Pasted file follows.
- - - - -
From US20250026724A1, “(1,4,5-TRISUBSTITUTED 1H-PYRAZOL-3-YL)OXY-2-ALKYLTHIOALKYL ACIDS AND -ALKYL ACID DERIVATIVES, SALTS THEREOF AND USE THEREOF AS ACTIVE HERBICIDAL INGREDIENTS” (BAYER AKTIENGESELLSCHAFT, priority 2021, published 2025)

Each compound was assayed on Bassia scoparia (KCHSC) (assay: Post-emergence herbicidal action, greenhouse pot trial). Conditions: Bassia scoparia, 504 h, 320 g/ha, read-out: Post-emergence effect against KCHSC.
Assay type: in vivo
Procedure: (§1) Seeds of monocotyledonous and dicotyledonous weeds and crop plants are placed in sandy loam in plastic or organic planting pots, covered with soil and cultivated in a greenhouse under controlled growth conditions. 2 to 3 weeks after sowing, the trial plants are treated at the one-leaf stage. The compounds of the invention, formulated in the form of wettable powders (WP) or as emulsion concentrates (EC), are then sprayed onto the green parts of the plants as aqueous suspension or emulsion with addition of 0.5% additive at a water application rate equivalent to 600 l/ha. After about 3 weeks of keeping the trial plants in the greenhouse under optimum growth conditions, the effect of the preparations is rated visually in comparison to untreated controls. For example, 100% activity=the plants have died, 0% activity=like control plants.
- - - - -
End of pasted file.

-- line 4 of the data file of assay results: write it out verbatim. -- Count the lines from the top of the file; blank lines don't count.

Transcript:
Procedure: (§1) Seeds of monocotyledonous and dicotyledonous weeds and crop plants are placed in sandy loam in plastic or organic planting pots, covered with soil and cultivated in a greenhouse under controlled growth conditions. 2 to 3 weeks after sowing, the trial plants are treated at the one-leaf stage. The compounds of the invention, formulated in the form of wettable powders (WP) or as emulsion concentrates (EC), are then sprayed onto the green parts of the plants as aqueous suspension or emulsion with addition of 0.5% additive at a water application rate equivalent to 600 l/ha. After about 3 weeks of keeping the trial plants in the greenhouse under optimum growth conditions, the effect of the preparations is rated visually in comparison to untreated controls. For example, 100% activity=the plants have died, 0% activity=like control plants.